Global research consortium to help address antimicrobial resistance

02 May 2023

Catherine Eckford / European Pharmaceutical Review

Researchers in the UK, South Africa, Uganda and Brazil have formed the Centres for Antimicrobial Optimisation Network (CAMO-Net) to optimise antimicrobial use globally.

A new global research consortium is being established to address the global impact of antimicrobial resistance (AMR). Centres for Antimicrobial Optimisation Network (CAMO-Net), brings together research teams from the University of Liverpool and Imperial College London in the UK, the University of Cape Town in South Africa, the Infectious Diseases Institute in Uganda and the Faculty of Medicine at the University of São Paulo in Brazil.

CAMO-Net aims to optimise antimicrobial use in humans through a sustainable global research ecosystem, developed across low, middle, and high resource settings, and across urban and rural environments.

Professor Alison Holmes from the University of Liverpool and Imperial College London, UK, declared: ”Not only will this network provide a unique opportunity to advance multidisciplinary research to improve and sustain access to effective antimicrobial treatments and address AMR, it has shared international learning embedded within it and also represents a major commitment to more equitable research models.”

Researchers will work to build knowledge in optimal antibiotics use, improved access to effective treatment and better prevention and treatment of bacterial infections. The initiative will help to improve clinical decision-making regarding antimicrobial use and also inform practices and guidelines for prescribers, users and policymakers.

Uganda’s engagement in the CAMO-Net was hailed by Dr Andrew Kambugu, Executive Director of the Infectious Diseases Institute in Uganda as a “landmark opportunity” to generate research to help overcome AMR in the region.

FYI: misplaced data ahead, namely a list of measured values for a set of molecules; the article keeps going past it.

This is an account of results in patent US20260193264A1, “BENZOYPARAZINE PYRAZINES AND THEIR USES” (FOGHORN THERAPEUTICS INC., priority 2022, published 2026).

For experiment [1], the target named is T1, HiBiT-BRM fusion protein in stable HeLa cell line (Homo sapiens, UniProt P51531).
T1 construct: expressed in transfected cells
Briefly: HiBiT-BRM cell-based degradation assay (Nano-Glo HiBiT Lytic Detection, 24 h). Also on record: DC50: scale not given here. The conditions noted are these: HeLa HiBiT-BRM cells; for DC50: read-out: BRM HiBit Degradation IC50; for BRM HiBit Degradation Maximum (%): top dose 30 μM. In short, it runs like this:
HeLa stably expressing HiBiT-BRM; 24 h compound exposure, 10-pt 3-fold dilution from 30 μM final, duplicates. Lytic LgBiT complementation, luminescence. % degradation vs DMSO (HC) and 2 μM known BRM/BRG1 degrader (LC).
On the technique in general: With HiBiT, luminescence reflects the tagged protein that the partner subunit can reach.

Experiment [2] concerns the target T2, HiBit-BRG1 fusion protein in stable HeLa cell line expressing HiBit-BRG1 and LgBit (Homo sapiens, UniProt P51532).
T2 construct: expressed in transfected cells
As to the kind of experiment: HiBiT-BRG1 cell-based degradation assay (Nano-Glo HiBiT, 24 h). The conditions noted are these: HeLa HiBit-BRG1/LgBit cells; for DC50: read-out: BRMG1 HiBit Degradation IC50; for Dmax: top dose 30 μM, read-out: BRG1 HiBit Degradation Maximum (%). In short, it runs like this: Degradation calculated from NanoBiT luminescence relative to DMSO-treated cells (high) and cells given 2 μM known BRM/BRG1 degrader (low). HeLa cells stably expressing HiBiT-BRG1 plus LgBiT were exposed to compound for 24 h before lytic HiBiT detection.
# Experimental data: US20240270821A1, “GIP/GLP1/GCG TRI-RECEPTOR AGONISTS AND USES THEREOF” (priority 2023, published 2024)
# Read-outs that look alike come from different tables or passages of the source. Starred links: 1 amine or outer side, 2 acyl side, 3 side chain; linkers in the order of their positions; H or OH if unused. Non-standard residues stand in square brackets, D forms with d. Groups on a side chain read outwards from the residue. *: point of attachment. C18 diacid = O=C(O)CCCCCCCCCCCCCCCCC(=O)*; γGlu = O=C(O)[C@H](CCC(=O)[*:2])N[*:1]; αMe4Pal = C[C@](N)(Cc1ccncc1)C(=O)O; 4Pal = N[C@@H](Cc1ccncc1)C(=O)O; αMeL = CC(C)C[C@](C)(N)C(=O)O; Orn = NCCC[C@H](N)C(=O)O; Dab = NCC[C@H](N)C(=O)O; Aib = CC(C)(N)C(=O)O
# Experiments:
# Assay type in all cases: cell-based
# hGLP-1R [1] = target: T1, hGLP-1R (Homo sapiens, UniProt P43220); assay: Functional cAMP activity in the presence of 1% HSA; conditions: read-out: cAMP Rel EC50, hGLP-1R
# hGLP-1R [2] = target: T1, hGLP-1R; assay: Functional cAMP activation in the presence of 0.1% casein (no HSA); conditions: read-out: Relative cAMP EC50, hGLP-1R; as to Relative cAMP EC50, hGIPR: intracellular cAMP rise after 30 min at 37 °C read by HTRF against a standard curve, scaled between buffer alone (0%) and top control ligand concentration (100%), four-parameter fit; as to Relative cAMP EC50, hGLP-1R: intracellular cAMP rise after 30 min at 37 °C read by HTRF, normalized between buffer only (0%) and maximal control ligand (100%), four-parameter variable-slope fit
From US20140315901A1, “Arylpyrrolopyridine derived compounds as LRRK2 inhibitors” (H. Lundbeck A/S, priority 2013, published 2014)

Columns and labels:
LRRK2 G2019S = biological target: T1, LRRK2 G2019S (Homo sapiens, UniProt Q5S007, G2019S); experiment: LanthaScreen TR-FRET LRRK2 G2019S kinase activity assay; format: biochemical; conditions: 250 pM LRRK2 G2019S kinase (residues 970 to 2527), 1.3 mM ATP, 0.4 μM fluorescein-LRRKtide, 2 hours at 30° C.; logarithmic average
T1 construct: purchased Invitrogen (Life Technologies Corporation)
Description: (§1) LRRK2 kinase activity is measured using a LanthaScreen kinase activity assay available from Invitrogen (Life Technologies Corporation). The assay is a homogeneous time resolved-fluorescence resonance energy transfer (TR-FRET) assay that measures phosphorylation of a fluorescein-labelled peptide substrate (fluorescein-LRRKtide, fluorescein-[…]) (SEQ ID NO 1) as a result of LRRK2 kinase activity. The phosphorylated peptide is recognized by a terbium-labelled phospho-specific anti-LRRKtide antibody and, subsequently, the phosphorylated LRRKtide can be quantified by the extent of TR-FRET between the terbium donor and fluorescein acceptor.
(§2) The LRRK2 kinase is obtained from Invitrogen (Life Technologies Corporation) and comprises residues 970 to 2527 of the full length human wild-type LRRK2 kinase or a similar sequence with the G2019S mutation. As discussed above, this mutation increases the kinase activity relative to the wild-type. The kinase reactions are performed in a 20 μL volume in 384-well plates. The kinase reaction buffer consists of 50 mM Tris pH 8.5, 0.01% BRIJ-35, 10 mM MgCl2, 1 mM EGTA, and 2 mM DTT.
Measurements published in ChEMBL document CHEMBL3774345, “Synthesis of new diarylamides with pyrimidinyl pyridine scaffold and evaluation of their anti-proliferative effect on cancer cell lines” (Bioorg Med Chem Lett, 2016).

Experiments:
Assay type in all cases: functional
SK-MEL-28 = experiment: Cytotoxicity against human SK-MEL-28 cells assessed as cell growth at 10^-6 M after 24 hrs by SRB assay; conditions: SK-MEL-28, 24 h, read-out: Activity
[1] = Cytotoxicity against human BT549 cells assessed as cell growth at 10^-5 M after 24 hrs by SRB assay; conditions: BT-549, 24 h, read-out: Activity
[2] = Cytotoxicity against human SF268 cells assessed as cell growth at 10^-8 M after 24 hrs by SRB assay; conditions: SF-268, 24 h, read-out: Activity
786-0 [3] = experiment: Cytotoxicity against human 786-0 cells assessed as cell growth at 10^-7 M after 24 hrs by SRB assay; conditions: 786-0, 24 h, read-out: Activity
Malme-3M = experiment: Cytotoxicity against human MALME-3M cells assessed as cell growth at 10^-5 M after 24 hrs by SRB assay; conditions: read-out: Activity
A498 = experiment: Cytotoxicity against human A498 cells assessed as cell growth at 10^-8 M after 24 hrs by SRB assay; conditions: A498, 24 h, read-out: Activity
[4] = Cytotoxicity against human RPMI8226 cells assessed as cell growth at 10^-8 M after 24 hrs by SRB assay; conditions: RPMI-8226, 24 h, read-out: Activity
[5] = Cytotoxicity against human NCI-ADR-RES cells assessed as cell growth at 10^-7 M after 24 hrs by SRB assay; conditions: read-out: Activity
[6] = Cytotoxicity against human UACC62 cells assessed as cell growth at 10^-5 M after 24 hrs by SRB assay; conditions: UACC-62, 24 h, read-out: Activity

The consortium’s key operations will be in regions with extremely high burden of drug-resistant infections, while using a multi-sectoral, systems-based approach to improving antimicrobial use.

CAMO-Net will work with its partners to research how to actionably improve antimicrobial use in humans through three interlinked themes identified through a Wellcome-commissioned roadmap.

The consortium’s National Hubs

The four sites form ‘National Hubs’ responsible for driving the research and leading the global network. Each hub has specific and complementary multidisciplinary research expertise.

Each National Hub will receive individual funding, with awards linking directly to those of the other three countries. This will aim to improve research equity by ensuring local leadership and facilitating joint ownership of the programme across partners. These elements form the consortium’s core values alongside knowledge mobilisation, output sharing and mutual cross-regional learning.

The network aims to build a comprehensive contextual understanding of situational data in each National Hub to identify opportunities to address existing gaps and challenges.

“Our funding for CAMO-Net will support research that generates new knowledge about how best to preserve and sustain their efficacy, drawing on local contexts where the burden of drug-resistant infections is highest. This will help guide more effective and tailored interventions from policymakers and prescribers, ensuring patients can continue to benefit from these lifesaving medicines into the future,” Timothy Jinks, Head of Infectious Disease Interventions at Wellcome commented.

“Ensuring optimal antimicrobial use requires an understanding of context-specificity, however, for far too long our understanding and actions have been informed mainly from high-resource settings in the global north,” noted Marc Mendelson, Professor of Infectious Diseases and Head of Division of Infectious Diseases & HIV Medicine, University of Cape Town.

Therefore, “CAMO-Net provides the opportunity to understand the social contexts, central to enabling antimicrobial optimisation in low- and middle-income (LMICs) countries,” Mendelson stated.

CAMO-Net pilot project

CAMO-Net also includes three ‘Shadow National Sites’ which will participate in network activities and develop a pilot project as part of the larger CAMO-Net programme.

The Shadow National Sites include: 

Dow University of Health Sciences in Pakistan
Child Health Research Foundation in Bangladesh
Unversidade da Paz in Timor Leste, supported by Menzies School of Health Research.

The formation of this new consortium builds on the global demond for overcoming AMR. In December 2022, the World Health Organization (WHO) published a report on global AMR trends and the surveillance of antimicrobial use:



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